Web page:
Ben Chenoweth
OK, I was hoping this would be better than "Apocalypse", but it wasn't. This was way too melodramatic. I really didn't feel the authors dealt with the book of Revelation in the context of the late 60's of the first century. They were more concerned about Mark 13 / Matt. 24. And when they did touch on Revelation towards the end, they didn't explain why the book was written to Christians in Asia Minor when the persecution under Nero was centered on Rome. Disappointing, and I won't go looking for t ...more
Jan 17, 2009 rated it it was amazing  ·  review of another edition
This is a great read. Fiction but give another viewpoint to compare to the Left Behind series.
there are very minimal parts that keeps my interest in the audio cds.
Maurice Williams
“The Last Disciple” is the first in a series of three books about the demise of The Temple and the Jewish nation that built The Temple. The point of view is how “Revelation” is interpreted. The interpretation in this series is preterist. Some of the visions in “Revelation” are predictions made to the Jewish people who encountered the Messiah warning them what will happen to them, their nation, and The Temple if they should reject God's appointed Messiah and try to defeat his mission. This makes ...more
The Roman Empire is in utter state of corruption. Nero is on the throne and things could hardly be worse, especially for the Christians who faced horrible persecution and unimaginable torture. Betrayal and fear face everyone who lived in that terrible time. A mysterious letter, written by John, has been circulating among the Christians. Their enemies are impatient to learn the meaning of the symbolism mentioned in the letter. Who is the Beast? Who or What does the numbers 666 stand for? When wil ...more
Priscilla King
If you liked "Ben Hur," "Quo Vadis," "The Silver Chalice," "The Robe," "I Claudius," maybe even "The Satyricon" or "The Golden Ass"--well, that's about a half-dozen novels you'll probably rate higher than "The Last Disciple." But you also like historical fiction and may enjoy another visit to first-century Rome. Hanegraaff apparently noted the success of "Left Behind" and felt moved to write a novel dramatizing his own view of how the biblical Apocalypse should be read. Meant to launch a trilogy ...more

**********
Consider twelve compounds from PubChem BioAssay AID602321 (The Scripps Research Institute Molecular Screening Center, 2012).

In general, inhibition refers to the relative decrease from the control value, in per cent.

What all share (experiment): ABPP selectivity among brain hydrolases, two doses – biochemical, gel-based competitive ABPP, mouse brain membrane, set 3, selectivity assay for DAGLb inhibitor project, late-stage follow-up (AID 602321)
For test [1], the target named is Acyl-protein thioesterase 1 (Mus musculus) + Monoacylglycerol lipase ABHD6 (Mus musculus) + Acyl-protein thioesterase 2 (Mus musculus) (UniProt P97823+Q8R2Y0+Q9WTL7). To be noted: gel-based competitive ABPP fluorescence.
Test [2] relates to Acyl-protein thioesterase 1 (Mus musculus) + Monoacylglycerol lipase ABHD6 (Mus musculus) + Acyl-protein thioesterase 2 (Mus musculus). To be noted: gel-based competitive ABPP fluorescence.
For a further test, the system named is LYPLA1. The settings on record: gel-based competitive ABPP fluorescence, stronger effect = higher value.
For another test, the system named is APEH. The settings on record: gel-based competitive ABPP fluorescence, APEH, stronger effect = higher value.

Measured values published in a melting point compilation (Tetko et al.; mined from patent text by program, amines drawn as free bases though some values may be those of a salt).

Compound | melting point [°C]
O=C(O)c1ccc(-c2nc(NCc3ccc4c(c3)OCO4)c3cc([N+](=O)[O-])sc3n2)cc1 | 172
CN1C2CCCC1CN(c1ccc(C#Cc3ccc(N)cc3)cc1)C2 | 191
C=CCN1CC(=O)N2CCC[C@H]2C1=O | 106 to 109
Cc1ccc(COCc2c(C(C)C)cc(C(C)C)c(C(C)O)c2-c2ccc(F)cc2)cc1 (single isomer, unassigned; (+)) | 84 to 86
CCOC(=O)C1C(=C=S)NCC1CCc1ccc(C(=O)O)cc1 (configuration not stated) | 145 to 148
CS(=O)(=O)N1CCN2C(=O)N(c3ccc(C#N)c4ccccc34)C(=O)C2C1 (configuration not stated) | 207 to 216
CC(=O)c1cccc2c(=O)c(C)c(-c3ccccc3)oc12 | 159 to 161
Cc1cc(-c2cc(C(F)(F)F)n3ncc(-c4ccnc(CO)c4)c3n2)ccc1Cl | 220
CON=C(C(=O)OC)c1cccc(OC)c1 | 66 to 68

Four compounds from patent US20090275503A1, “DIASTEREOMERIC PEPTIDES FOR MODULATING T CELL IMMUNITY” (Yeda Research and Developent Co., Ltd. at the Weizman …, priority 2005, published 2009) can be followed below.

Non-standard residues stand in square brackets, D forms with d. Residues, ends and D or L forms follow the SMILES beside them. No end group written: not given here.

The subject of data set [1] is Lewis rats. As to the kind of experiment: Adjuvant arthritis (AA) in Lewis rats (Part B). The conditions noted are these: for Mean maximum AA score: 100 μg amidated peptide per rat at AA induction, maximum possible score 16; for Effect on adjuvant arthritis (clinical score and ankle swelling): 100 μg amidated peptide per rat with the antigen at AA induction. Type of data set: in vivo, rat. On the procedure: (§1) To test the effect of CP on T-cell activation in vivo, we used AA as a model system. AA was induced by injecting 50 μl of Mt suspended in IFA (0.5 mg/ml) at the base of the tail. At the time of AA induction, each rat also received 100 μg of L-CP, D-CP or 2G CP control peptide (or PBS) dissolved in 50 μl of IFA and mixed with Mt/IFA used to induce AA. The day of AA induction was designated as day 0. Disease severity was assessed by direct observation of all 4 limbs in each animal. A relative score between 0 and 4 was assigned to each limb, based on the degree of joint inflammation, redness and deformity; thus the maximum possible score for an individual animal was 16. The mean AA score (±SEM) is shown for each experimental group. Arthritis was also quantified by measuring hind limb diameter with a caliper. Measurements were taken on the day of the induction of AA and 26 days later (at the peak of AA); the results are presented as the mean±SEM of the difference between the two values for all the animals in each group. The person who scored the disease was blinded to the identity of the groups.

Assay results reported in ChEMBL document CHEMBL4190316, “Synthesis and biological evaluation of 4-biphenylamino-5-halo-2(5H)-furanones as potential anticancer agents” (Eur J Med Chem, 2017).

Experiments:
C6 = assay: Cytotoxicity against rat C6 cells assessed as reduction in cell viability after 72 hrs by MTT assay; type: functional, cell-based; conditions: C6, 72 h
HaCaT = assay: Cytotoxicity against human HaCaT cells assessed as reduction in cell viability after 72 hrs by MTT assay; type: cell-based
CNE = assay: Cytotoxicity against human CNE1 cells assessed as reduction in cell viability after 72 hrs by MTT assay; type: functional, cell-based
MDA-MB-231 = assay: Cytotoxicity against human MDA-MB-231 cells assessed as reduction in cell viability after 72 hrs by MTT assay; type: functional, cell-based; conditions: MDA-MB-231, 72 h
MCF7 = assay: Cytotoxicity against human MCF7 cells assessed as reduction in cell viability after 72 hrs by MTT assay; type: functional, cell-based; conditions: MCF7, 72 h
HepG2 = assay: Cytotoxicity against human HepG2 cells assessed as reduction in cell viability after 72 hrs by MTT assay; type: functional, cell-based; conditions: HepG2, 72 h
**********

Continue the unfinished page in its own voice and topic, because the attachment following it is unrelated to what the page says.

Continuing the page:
Linda Mehus-Barber
Flipping from scene to scene and then back again was confusing for me at first, but once I got to know the characters, I could see why the authors did what they did. It was frustrating at first, but I found myself always wanting to know what was going to happen next, so I kept reading. Years ago, I read the Left Behind series, and several books about the Second Coming, Tribulation, and Rapture. At that time, preaching in churches was often about the coming fulfillment of prophecy. This book gave ...more
I had a hard time getting into this for a while because there are so many characters and the storyline kept switching around, so I found it hard to get interested in the characters at first. About a third of the way through it picked up for me as I finally felt I had a grasp of the characters and how they were related within the plot. I found the ending to be rather abrupt and it didn't provide enough closure for me. But of course that's because it's the first in a trilogy, and so now I guess I' ...more
Patrick Moen
An interesting counterpoint to the Left Behind series. I don't buy the premise but I did enjoy the book. Before I became a believer in Christ I used to read books that were combat focused exclusively. This book harkens back to those days while also teaching a lot about Roman and hebrew history.
I don't agree with the idea here that the antichrist already came, so I can't give this a better rating than 3 stars. However, story-wise this was very intriguing.
May 04, 2017 rated it liked it  ·  review of another edition
Shelves: apocalypse
Interesting take on the book of Revelation.
Justin Nichols
Dec 28, 2016 rated it it was amazing  ·  review of another edition
Shelves: fiction
4.8 -- This book is refreshing!! Not necessarily the storyline (intense/heavy) but the fact that this historical fiction depicts the years preceding the fall of Jerusalem, 65-66 AD, as what they were for the Christians and Jews living at that time-- the Great Tribulation-- as well as identifies the 666 Beast of Revelation-- Nero.

My journey from dispensationalism into preterism has been almost a decade-long trek full of many prayers, questions, comprehensive research, and Bible studies. About a y
I bought this book for my husband as a sort of manly-Christian type book awhile back, and he liked it so much he wanted me to read it to discuss the view of the book of Revelation in this story. It's a gorier book than I usually read, but any book on the persecution of the Christians under Nero would be gory, if it did the topic any justice. The body count was high. Unsettling, unstable times. No earthly security. It begs the question, "Would we also be willing to die for our faith?"

We had heard